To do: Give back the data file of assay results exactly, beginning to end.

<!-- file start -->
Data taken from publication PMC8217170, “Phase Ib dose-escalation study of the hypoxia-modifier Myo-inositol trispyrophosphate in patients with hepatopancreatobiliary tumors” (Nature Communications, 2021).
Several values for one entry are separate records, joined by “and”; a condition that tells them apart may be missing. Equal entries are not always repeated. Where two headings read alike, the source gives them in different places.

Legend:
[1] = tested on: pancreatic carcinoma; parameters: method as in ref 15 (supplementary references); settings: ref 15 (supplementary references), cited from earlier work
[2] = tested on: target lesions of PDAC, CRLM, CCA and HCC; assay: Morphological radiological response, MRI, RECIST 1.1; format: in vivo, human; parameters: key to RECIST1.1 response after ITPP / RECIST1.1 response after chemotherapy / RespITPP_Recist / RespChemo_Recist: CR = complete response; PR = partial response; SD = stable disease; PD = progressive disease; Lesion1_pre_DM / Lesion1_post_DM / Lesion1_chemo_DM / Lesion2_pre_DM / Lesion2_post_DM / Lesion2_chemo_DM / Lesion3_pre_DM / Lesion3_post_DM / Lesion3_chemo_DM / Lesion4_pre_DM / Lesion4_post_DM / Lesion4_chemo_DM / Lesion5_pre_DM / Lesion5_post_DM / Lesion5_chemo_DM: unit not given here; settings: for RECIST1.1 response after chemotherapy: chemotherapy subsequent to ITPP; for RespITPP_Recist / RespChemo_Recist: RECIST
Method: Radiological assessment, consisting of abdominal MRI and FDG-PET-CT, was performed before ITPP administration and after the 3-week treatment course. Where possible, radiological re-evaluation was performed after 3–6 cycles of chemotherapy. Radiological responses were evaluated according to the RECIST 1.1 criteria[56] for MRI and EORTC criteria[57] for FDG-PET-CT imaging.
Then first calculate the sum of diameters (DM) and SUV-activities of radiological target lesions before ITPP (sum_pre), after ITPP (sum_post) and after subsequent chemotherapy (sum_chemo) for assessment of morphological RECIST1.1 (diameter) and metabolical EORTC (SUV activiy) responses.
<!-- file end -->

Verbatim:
Data taken from publication PMC8217170, “Phase Ib dose-escalation study of the hypoxia-modifier Myo-inositol trispyrophosphate in patients with hepatopancreatobiliary tumors” (Nature Communications, 2021).
Several values for one entry are separate records, joined by “and”; a condition that tells them apart may be missing. Equal entries are not always repeated. Where two headings read alike, the source gives them in different places.

Legend:
[1] = tested on: pancreatic carcinoma; parameters: method as in ref 15 (supplementary references); settings: ref 15 (supplementary references), cited from earlier work
[2] = tested on: target lesions of PDAC, CRLM, CCA and HCC; assay: Morphological radiological response, MRI, RECIST 1.1; format: in vivo, human; parameters: key to RECIST1.1 response after ITPP / RECIST1.1 response after chemotherapy / RespITPP_Recist / RespChemo_Recist: CR = complete response; PR = partial response; SD = stable disease; PD = progressive disease; Lesion1_pre_DM / Lesion1_post_DM / Lesion1_chemo_DM / Lesion2_pre_DM / Lesion2_post_DM / Lesion2_chemo_DM / Lesion3_pre_DM / Lesion3_post_DM / Lesion3_chemo_DM / Lesion4_pre_DM / Lesion4_post_DM / Lesion4_chemo_DM / Lesion5_pre_DM / Lesion5_post_DM / Lesion5_chemo_DM: unit not given here; settings: for RECIST1.1 response after chemotherapy: chemotherapy subsequent to ITPP; for RespITPP_Recist / RespChemo_Recist: RECIST
Method: Radiological assessment, consisting of abdominal MRI and FDG-PET-CT, was performed before ITPP administration and after the 3-week treatment course. Where possible, radiological re-evaluation was performed after 3–6 cycles of chemotherapy. Radiological responses were evaluated according to the RECIST 1.1 criteria[56] for MRI and EORTC criteria[57] for FDG-PET-CT imaging.
Then first calculate the sum of diameters (DM) and SUV-activities of radiological target lesions before ITPP (sum_pre), after ITPP (sum_post) and after subsequent chemotherapy (sum_chemo) for assessment of morphological RECIST1.1 (diameter) and metabolical EORTC (SUV activiy) responses.